I like to image Marshall McLuhan talking to other media theorists beyond the grave. Today, I’m imagining him in conversation with Harold Adams Innis, that other great Canadian media ecologist, about Netflix. Rather than the young couple depicted in this video, I see these two technological determinists sitting on the couch, McLuhan smoking his cool pipe, watching episodes of, say, House of Cards, on Heaven’s Apple TV, debating what the principle effect of this "new medium"* might be on mankind.
As the elder of the two, Innis would go first, remarking perhaps that Netflix, in allowing viewers to watch movies, but especially TV shows, individually and on-demand, is a space-biased medium. People no longer need to watch TV at "the same Bat Time and on the same Bat Channel," freeing them from the “ritual” of watching together. By encouraging asynchronous viewing, Netflix breaks the continuity in time, promotes a concern for the present—binge watching being a manifestation of this—and shatters the last vestiges of the communal experience of watching, as the couple in the ad demonstrate. Innis would also point out that Netflix breaks the monopoly of broadcast and cable TV (not to mention movie rentals: RIP Blockbuster), and perhaps most importantly, of TV advertising, since Netflix allows audiences to view commercial free TV. In short, Netflix is a deepening of our societies spatial-bias.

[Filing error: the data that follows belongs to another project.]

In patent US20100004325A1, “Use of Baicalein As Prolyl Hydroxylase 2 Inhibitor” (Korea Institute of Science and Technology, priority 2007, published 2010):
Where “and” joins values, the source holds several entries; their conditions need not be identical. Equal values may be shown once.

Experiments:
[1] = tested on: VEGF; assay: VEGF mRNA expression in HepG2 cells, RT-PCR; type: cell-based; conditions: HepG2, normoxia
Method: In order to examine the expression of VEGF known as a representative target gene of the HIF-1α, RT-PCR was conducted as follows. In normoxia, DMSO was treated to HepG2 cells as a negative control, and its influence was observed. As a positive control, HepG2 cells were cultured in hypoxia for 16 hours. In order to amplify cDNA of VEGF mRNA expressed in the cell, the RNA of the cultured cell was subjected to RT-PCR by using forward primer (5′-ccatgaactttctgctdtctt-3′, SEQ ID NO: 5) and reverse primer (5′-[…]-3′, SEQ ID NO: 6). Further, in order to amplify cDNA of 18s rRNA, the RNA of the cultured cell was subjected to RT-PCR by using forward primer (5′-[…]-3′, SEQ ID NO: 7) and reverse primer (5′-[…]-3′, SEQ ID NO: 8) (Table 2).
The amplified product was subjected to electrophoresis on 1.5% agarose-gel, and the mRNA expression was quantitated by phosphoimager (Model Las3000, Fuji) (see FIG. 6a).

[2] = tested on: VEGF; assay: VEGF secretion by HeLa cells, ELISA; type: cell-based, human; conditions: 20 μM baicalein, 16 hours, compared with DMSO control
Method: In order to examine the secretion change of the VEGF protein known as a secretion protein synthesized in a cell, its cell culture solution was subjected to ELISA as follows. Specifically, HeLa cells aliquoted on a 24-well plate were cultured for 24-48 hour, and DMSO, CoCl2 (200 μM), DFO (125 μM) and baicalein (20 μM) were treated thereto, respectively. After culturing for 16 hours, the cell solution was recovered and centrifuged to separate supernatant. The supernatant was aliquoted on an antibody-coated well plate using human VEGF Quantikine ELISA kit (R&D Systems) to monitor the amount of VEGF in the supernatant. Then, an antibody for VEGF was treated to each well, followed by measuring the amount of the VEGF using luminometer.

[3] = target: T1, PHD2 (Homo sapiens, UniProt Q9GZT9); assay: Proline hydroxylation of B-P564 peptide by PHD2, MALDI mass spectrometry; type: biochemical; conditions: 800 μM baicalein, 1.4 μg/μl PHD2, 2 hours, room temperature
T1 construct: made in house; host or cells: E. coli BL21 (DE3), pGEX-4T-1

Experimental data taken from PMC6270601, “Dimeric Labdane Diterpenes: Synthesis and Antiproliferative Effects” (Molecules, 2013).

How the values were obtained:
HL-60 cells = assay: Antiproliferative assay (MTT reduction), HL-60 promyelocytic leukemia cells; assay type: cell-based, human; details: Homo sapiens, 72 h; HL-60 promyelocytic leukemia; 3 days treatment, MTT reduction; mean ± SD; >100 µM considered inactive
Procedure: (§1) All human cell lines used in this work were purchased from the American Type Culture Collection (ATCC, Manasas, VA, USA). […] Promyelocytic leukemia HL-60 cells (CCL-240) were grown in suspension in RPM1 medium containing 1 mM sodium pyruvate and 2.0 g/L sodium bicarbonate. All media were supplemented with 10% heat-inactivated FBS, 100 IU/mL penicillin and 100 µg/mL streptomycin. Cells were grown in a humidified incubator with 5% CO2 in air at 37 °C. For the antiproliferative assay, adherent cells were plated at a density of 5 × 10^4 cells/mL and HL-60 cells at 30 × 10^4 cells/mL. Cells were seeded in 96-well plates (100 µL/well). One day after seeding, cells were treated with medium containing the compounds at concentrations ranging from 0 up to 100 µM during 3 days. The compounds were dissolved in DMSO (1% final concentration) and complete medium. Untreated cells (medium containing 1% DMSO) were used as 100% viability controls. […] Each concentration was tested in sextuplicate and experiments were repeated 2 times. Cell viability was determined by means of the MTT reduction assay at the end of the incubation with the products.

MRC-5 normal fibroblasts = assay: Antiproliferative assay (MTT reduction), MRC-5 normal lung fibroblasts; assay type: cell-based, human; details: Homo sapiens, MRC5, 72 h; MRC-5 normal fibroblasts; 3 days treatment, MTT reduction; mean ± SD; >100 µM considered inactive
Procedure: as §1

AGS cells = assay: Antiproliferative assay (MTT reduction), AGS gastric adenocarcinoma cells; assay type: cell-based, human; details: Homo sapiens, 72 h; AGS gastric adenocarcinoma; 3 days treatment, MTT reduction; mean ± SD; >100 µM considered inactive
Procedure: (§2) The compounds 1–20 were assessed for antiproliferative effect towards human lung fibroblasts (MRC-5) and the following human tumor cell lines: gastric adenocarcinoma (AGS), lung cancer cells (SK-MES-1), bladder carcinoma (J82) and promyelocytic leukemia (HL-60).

McLuhan would nod along with Innis and then ask to add a footnote to his theory. He would then state that the most important effect of Netflix is the sensory and cognitive changes the medium causes. “Netflix is the hotting up of TV,” he would say. Whereas TV, with its serial format, spreads information out across several senses and time, Netflix lets users do just what the woman in the ad did, binge watch a series, experiencing it as a continuous flow of information rather than as small incomplete chapters; Netflix collapses TV and film together into one hot medium. Even as it does so, it still requires a broad range of senses: the visual, the auditory, the tactile (especially when watched on an iPad). In that, McLuhan might note, it could resemble its cool predecessor, TV.
Regardless of what either theorist might say, I'm sure both would agree with the warrant implicit in Netflix's own warning to "Watch Responsibly," the technologies we use to communicate are profoundly powerful.